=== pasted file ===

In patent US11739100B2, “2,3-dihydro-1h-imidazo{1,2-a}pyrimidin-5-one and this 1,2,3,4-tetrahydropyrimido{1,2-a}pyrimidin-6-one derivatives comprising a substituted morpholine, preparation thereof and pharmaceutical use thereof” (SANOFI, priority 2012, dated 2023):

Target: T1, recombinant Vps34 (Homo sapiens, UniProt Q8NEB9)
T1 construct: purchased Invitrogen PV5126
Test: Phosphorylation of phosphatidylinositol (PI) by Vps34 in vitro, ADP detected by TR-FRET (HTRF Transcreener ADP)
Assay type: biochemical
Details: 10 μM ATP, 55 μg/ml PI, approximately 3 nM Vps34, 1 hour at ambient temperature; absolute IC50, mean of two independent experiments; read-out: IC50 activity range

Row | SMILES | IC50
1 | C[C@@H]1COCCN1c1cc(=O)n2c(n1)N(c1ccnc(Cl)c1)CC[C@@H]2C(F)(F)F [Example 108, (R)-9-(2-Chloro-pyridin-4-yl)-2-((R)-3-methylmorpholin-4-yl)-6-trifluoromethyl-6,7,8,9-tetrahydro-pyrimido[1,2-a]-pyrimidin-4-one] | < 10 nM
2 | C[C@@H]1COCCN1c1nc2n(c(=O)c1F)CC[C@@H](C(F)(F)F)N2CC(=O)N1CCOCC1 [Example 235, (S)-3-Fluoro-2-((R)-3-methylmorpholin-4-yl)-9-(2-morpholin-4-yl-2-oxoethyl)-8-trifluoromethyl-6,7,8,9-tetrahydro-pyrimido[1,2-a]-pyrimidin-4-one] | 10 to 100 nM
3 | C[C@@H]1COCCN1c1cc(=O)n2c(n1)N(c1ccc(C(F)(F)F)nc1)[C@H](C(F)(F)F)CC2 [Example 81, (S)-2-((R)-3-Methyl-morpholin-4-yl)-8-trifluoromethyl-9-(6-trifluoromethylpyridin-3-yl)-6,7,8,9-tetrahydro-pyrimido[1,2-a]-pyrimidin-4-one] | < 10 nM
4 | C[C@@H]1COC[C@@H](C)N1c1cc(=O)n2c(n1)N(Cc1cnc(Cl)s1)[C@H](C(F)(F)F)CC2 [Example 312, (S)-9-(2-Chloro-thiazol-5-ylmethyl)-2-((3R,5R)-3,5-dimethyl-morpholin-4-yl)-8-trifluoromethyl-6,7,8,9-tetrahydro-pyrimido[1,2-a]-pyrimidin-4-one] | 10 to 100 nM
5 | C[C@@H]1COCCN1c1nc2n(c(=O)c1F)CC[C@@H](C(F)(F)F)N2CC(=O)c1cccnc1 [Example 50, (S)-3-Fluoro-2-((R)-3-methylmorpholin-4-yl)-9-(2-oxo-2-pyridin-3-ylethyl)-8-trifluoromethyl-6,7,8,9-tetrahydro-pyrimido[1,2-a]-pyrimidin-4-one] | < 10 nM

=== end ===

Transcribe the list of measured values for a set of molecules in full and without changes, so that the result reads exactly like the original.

In patent US11739100B2, “2,3-dihydro-1h-imidazo{1,2-a}pyrimidin-5-one and this 1,2,3,4-tetrahydropyrimido{1,2-a}pyrimidin-6-one derivatives comprising a substituted morpholine, preparation thereof and pharmaceutical use thereof” (SANOFI, priority 2012, dated 2023):

Target: T1, recombinant Vps34 (Homo sapiens, UniProt Q8NEB9)
T1 construct: purchased Invitrogen PV5126
Test: Phosphorylation of phosphatidylinositol (PI) by Vps34 in vitro, ADP detected by TR-FRET (HTRF Transcreener ADP)
Assay type: biochemical
Details: 10 μM ATP, 55 μg/ml PI, approximately 3 nM Vps34, 1 hour at ambient temperature; absolute IC50, mean of two independent experiments; read-out: IC50 activity range

Row | SMILES | IC50
1 | C[C@@H]1COCCN1c1cc(=O)n2c(n1)N(c1ccnc(Cl)c1)CC[C@@H]2C(F)(F)F [Example 108, (R)-9-(2-Chloro-pyridin-4-yl)-2-((R)-3-methylmorpholin-4-yl)-6-trifluoromethyl-6,7,8,9-tetrahydro-pyrimido[1,2-a]-pyrimidin-4-one] | < 10 nM
2 | C[C@@H]1COCCN1c1nc2n(c(=O)c1F)CC[C@@H](C(F)(F)F)N2CC(=O)N1CCOCC1 [Example 235, (S)-3-Fluoro-2-((R)-3-methylmorpholin-4-yl)-9-(2-morpholin-4-yl-2-oxoethyl)-8-trifluoromethyl-6,7,8,9-tetrahydro-pyrimido[1,2-a]-pyrimidin-4-one] | 10 to 100 nM
3 | C[C@@H]1COCCN1c1cc(=O)n2c(n1)N(c1ccc(C(F)(F)F)nc1)[C@H](C(F)(F)F)CC2 [Example 81, (S)-2-((R)-3-Methyl-morpholin-4-yl)-8-trifluoromethyl-9-(6-trifluoromethylpyridin-3-yl)-6,7,8,9-tetrahydro-pyrimido[1,2-a]-pyrimidin-4-one] | < 10 nM
4 | C[C@@H]1COC[C@@H](C)N1c1cc(=O)n2c(n1)N(Cc1cnc(Cl)s1)[C@H](C(F)(F)F)CC2 [Example 312, (S)-9-(2-Chloro-thiazol-5-ylmethyl)-2-((3R,5R)-3,5-dimethyl-morpholin-4-yl)-8-trifluoromethyl-6,7,8,9-tetrahydro-pyrimido[1,2-a]-pyrimidin-4-one] | 10 to 100 nM
5 | C[C@@H]1COCCN1c1nc2n(c(=O)c1F)CC[C@@H](C(F)(F)F)N2CC(=O)c1cccnc1 [Example 50, (S)-3-Fluoro-2-((R)-3-methylmorpholin-4-yl)-9-(2-oxo-2-pyridin-3-ylethyl)-8-trifluoromethyl-6,7,8,9-tetrahydro-pyrimido[1,2-a]-pyrimidin-4-one] | < 10 nM